Pro-inflammatory cytokine IL-1β expression is upregulated in the substantia nigra and frontal cortex of PD brains

Quantitative real-time PCR with primers for TNFα, IL-1β, IL6, and IL8 was performed in four brain regions (substantia nigra, amygdala, hippocampus, and frontal cortex). Due to the limited availability of frozen brain tissue, PDD and PD cases were collapsed into a single group for comparison with controls. In the substantia nigra and frontal cortex, there was a significant increase in the expression of the pro-inflammatory cytokine IL-1β in PD compared to controls (p < 0.05) (Fig. 6a and d). In the amygdala and hippocampus there were no between-group differences in cytokine expression (Fig. 6b, c).

Fig. 6
figure6

Expression of inflammatory cytokines in PD and control brains. Fold change in cytokine gene expression in the PD group relative to the control group. The dotted line marks the control group (Fold change = 1 indicates same levels of gene expression as in controls. Fold-change > 1 indicates increased gene expression, while < 1 denotes decreased expression compared to controls). a In the substantia nigra, IL-1β was significantly upregulated in the PD group compared to controls (two-tailed unpaired t-test, t(17) = 2.263, p = 0.037; Control n = 5, PD n = 14). b, c No differences in cytokine expression were observed in the amygdala (two-tailed unpaired t-test, p > 0.05; Control = 5, PD = 8) and the hippocampus (two-tailed unpaired t-test, p > 0.05; Control n = 5, PD n = 13). d In the frontal cortex of PD cases, IL-1β was more highly expressed compared to controls (two-tailed unpaired t-test, t(15) = 2.278, p = 0.038; Control n = 6, PD n = 11). Fold change = 2−∆∆CT. *p < 0.05

TLR4 expression is upregulated in the substantia nigra, amygdala and frontal cortex of PD brains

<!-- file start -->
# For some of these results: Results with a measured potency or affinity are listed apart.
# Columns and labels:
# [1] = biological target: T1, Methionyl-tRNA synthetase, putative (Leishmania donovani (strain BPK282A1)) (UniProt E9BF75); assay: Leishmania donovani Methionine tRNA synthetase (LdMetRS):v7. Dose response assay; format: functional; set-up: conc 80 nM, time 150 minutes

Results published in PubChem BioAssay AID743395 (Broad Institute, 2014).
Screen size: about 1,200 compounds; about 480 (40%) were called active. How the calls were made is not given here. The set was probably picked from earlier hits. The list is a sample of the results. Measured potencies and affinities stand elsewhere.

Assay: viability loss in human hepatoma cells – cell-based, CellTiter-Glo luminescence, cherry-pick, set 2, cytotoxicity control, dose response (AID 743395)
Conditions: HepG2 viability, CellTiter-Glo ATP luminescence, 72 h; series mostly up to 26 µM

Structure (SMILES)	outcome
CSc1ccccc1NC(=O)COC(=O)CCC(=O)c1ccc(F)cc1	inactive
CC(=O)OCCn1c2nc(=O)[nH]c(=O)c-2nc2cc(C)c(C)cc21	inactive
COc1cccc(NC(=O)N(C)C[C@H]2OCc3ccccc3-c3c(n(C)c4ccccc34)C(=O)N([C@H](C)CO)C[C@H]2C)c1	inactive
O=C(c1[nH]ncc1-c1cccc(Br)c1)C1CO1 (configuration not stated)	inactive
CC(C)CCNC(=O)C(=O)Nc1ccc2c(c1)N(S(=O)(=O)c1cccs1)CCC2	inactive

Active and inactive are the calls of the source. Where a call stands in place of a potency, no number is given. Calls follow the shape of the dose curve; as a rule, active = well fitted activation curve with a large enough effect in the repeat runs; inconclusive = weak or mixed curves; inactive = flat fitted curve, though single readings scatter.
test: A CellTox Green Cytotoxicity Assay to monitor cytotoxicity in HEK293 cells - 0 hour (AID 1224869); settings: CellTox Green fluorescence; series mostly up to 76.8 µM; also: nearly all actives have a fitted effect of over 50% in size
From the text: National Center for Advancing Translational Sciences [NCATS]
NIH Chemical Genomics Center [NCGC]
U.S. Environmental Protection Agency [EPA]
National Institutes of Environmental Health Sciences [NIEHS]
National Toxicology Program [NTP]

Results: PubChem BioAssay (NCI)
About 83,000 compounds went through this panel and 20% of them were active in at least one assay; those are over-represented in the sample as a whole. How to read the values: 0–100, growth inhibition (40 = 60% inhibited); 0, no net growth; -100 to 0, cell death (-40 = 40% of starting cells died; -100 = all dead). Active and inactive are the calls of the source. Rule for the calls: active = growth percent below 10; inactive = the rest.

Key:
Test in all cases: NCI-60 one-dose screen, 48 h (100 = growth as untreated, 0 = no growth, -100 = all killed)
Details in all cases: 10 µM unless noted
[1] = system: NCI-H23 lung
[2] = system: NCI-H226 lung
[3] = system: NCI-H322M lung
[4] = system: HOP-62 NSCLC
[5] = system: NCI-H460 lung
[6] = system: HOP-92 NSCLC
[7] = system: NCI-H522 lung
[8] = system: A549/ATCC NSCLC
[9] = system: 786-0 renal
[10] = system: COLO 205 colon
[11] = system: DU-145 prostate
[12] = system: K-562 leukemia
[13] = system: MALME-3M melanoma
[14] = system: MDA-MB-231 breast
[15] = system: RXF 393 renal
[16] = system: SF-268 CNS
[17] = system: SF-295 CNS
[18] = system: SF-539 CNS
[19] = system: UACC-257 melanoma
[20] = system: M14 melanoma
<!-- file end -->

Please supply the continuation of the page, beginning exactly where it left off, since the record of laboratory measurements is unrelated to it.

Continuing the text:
Quantitative real-time PCR with primers for TLR2 and TLR4 was performed in four brain regions (substantia nigra, amygdala, hippocampus, and frontal cortex). TLR2 expression was similar in PD and controls across in all four brain regions (Fig. 7). In contrast, TLR4 was significantly upregulated in the substantia nigra (p = 0.006), the amygdala (p = 0.035) and the frontal cortex (p = 0.006) of PD cases compared to controls (Fig. 7).

Fig. 7
figure7

Expression of TLR2 and TLR4 in PD and control brains. Fold change in TLR2 and TLR4 gene expression in PD compared to controls. The dotted line marks the control group (Fold change = 1 indicates same levels of gene expression as in controls. Fold-change > 1 indicates increased gene expression, while < 1 denotes decreased expression compared to controls). a In the substantia nigra, TLR4 expression was significantly higher in the PD group compared to controls (two-tailed unpaired t-test, t(18) = 3.09 p = 0.006; Control n = 6, PD n = 14) b TLR4 expression was also elevated in the amygdala (two-tailed unpaired t-test, t(11) = 2.41, p = 0.035; Control n = 5, PD n = 8). c No differences in either TLR2 or TLR4 gene expression were observed in the hippocampus (two-tailed unpaired t-test p > 0.05; Control n = 7, PD n = 13). d There was a significant increase in TLR4 expression in the frontal cortex of PD cases compared to controls (two-tailed unpaired t-test, t(17) = 3.14, p = 0.006; Control n = 7, PD n = 12). Fold change = 2−∆∆CT. *p < 0.05, **p < 0.01

Correlation between neuropathological and immune markers

Spearman’s rank-order correlation in PD cases between the pathological proteins in each brain region revealed a consistent association between α-synuclein and tau in all the examined brain regions, most strongly in the amygdala (Rho = 0.575, p = 0.003) and prefrontal cortex (Rho = 0.602, p = 0.003) (Table 2). There was also a correlation between α-synuclein and amyloid-β in the occipitotemporal and posterior parietal cortices. No significant correlation was observed between tau and amyloid-β in any brain region.

Table 2 Spearman’s rank-order correlation between pathological proteins in PD cases

In PDND and PDD cases, Spearman’s rank-order correlation was performed between all three pathological proteins and the number of activated microglia in each brain region (Supplementary Table 1). In the amygdala, HLA-DR+ microglial count significantly correlated with α-synuclein (Rho = 0.448; p = 0.028). In the posterior parietal cortex, the number of activated microglia was significantly associated with tau pathology (Rho = 0.471; p = 0.013). No correlation between activated microglia and amyloid-β was observed in any region.